Dr. Feelgood: “You ain’t got nothing on me.”
Danny: “I got handcuffs on you.” (Colors, 1988)
High Top won’t last. Killer-Bee, played by Leon, is banging Rocket’s lady
When the police come in. Crowbars crowd the door. Crowds.
Have you seen the pictures of Fred Hampton’s mattress, his body
And those spotted boxers? How did Deborah and that baby survive?
After midnight, T-Bone breaks into a department store, wearing a shower cap
And an adult diaper just to dry hump a stuffed bunny. Read PCP.
Then everyone wants Pacman dead. And how long has Robert Duvall lived?
These red-blooded Americans. That look of disappointment on our white
Father’s face, an Allfather, an Odin, is like watching a body split half open,
An egg, Good Grief, says Charlie Brown, that crack should make me laugh.
I remember I wanted to act harder, as if I could form a callus on the inside
Of my skin. I’ve thought the most violent thoughts about Tony Hoagland, who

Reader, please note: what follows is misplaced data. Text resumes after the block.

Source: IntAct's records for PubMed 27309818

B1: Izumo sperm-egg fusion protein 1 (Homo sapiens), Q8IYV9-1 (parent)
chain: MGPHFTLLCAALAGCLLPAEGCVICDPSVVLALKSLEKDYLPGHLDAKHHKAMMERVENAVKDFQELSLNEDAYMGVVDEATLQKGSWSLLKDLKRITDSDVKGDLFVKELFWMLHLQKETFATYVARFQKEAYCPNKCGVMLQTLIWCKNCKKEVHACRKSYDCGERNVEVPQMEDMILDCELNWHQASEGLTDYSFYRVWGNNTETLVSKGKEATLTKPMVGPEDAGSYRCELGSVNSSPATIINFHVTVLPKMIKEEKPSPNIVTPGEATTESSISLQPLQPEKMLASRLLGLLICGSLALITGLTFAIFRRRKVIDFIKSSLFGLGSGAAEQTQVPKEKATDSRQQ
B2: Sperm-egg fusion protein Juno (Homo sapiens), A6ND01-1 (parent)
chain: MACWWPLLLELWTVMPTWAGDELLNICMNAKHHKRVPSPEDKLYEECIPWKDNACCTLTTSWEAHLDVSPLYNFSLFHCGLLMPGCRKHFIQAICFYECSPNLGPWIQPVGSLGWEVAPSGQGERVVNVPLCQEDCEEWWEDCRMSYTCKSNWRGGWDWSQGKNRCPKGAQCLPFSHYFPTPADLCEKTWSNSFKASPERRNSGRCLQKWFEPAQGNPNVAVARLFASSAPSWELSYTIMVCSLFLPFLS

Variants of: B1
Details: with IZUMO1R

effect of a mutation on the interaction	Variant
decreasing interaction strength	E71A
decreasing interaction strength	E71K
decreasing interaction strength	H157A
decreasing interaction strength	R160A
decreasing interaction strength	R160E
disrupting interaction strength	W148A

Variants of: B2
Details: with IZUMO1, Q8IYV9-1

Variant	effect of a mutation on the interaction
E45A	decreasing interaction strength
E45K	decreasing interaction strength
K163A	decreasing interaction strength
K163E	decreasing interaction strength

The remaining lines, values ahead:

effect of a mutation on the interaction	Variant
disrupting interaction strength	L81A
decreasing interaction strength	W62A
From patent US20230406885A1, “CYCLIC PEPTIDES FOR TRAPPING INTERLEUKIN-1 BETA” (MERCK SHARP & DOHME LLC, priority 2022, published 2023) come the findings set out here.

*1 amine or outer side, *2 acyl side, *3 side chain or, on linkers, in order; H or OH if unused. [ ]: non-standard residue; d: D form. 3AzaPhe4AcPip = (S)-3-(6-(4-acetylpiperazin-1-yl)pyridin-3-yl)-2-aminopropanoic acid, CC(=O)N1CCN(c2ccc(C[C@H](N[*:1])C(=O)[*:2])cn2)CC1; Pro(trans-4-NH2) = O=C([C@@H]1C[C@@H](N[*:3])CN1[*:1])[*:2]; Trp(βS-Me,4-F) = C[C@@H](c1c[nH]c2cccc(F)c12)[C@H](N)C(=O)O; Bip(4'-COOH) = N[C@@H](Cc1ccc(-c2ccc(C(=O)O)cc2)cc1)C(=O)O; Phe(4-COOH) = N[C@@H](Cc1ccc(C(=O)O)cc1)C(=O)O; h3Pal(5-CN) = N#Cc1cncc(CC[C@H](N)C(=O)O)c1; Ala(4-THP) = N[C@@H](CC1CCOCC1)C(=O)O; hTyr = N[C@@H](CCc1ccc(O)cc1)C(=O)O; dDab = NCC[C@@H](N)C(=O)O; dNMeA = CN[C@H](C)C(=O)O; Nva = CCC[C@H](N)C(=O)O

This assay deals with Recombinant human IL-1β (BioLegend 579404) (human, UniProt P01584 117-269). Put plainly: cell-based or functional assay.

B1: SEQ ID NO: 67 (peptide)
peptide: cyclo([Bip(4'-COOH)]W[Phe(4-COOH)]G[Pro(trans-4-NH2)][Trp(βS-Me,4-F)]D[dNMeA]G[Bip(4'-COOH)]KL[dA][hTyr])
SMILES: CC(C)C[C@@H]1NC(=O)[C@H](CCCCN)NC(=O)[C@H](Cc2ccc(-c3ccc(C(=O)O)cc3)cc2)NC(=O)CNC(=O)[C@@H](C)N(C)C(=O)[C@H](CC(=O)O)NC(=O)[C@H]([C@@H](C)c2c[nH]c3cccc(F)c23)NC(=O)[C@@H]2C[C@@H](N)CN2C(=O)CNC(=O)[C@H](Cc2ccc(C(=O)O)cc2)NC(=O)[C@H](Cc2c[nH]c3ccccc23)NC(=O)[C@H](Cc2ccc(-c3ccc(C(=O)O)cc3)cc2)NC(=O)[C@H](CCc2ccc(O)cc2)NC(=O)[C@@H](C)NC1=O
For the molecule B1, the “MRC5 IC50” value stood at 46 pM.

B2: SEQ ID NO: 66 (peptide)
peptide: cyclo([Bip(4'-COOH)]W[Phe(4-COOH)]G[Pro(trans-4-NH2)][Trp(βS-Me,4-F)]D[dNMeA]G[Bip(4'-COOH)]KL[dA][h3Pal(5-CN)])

Didn’t know me. His 26 bodies trapped in one metallic body, thumping
At the walls, which I imagine is the music of sweat, and those men boiling
Inside our protagonist’s head. Louisa, rolling up her stockings after sleeping
With Sylvester. Pacman acting nauseous, as if they’d touched through her body.
“What kind of an animal would shoot up a church” is a loaded question. Don
Cheadle was trying to make a living, but what the hell happened to Jeff Spicoli?
Basquiat dating Madonna before she married Sean Penn, then Penn makes
This movie when Jean-Michel is almost dead. Oh, The Eighties: decade of hunger,
Of blind exits, escape routes, dotted walks. Long afternoons at the corner store,
Stacking quarters, playing until my wrist hurt, those hours outrunning ghosts.
Amaud Jamaul Johnson is the author of Darktown Follies and Red Summer. A former Wallace Stegner Fellow in Poetry, his honors include a Pushcart Prize, the Hurston/Wright Legacy Award, a MacDowell Colony Fellowship, and the Dorset Prize. His work has appeared in American Poetry Review, Kenyon Review, Narrative Magazine, and Best American Poetry. He teaches at the University of Wisconsin-Madison. His new book, Imperial Liquor, is forthcoming from the Pitt Poetry Series (Spring 2020).
Cover photo by Noom Peerapong